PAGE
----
You know there is.

I put together this script which uses a combination of standard AppleScripting and GUI Scripting to emulate Josh's shortcuts solution:

tell application "iTunes" to activate
tell application "System Events"
	key code 11 using command down
	tell application "iTunes" to reveal track 1 of (get view of front window)
	key code 0 using {command down, shift down}
	key code 11 using command down
end tell


Save this as whatever you like—I call it "Column Browser Go Home"—save it to the ~/Library/iTunes/Scripts folder, and assign it a shortcut (make sure you have enabled GUI Scripting, too, as outlined in this article on using key codes). When launched after you've Column Browsed to a discrete set of tracks it will restore the entire list of tracks and jump to the top of the selected playlist. In my case this is usually the Music library playlist, but it will work with any playlist that's being viewed with the Column Browser.

[UPDATE] And after all that, @tonyhazeldine tweets: "The same can be done by clicking on the column titles at the top of the column browser." Yes, but each column has to be clicked.

September 12 2011 - 9:37 am

NEW: Play in Album Context

You can probably imagine that I hear a lot of unusual ideas for creating workflows for iTunes with AppleScript. Quite a while ago someone suggested a script that could be run when a track was playing that would find all the tracks of that track's album, put them in track order in a new playlist, and then play them in order starting from the original selected track. For example, "Time" from Dark Side of the Moon comes up and you want to hear "The Great Gig in the Sky", "Money", etc, in their album context.

But really. How many people ever want to do that? Well it turns out that the more I thought about how quirky a suggestion it was the more often I began noticing opportunities where I'd like to do the very thing. So I caved and wrote Play In Album Context.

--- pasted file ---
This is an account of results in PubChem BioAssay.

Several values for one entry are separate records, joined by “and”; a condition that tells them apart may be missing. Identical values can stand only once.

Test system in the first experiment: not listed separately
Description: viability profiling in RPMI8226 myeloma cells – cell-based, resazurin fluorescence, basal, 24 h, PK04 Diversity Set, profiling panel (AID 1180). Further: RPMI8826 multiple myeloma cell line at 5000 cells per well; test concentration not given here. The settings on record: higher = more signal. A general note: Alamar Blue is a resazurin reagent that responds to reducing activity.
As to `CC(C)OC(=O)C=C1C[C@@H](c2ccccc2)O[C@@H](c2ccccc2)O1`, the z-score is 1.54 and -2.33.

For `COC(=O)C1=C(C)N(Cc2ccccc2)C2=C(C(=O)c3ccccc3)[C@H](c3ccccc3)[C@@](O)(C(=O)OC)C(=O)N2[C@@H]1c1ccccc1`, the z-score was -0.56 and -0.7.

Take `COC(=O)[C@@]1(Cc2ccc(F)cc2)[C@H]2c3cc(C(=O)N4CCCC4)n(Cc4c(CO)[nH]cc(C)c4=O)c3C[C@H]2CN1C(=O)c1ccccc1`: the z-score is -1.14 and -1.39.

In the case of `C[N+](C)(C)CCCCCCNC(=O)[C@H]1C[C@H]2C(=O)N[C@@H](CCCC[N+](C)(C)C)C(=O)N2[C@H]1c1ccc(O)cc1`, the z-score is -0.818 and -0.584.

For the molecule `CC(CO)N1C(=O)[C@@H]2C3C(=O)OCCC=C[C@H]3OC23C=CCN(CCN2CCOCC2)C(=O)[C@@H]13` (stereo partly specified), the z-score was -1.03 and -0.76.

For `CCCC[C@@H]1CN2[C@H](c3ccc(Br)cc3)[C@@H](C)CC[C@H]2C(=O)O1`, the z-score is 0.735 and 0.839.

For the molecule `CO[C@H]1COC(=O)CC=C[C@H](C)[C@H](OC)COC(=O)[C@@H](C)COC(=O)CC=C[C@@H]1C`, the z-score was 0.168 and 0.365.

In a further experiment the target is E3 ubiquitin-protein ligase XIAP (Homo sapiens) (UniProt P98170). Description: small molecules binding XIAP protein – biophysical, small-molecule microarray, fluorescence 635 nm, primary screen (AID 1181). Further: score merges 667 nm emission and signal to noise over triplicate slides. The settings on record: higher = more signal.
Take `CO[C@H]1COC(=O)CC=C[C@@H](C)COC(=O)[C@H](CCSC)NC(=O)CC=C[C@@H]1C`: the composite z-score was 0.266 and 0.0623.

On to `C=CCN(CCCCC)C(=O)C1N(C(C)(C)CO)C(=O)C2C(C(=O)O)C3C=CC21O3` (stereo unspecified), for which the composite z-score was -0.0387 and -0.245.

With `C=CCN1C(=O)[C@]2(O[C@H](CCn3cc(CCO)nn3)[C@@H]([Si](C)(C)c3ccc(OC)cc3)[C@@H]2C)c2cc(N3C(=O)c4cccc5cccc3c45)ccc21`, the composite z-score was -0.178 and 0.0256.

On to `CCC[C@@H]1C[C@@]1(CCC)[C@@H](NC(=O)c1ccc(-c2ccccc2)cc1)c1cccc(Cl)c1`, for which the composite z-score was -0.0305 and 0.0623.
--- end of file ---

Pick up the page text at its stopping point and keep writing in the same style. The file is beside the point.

If you select a track and then launch the script a new playlist will be created from the tracks of that track's album (actually, tracks that have the same Artist, Album, and Disc Number tags—whether that results in gathering the correct tracks for the album depends on how well you've tagged your tracks) and the selected track will begin playing from its album position in the playlist.

If a track is playing and the script is launched, the album playlist is created as described above, and the current track will continue playing from its album position in the new playlist. The trick of the script is to temporarily set the playing track's bookmarkable property, pause iTunes, and then immediately play the same track in the playlist; the track picks up playing from the bookmark set when the track was paused. There is a slight stutter when this transfer occurs, but if the goal is to hear the succeeding tracks in album context, it's probably a small inconvenience to bear.

September 10 2011 - 9:49 am

Key Code Searching

Here's a snippet I've been using for awhile which I just got around to posting on the key codes page. I keep my iTunes Column Browser set with Artists and Albums listed On Left. Whenever I'm looking for a particular album I run this script to select the Music library and put focus on the Search box:

tell application "iTunes"
	activate
	-- select the Music library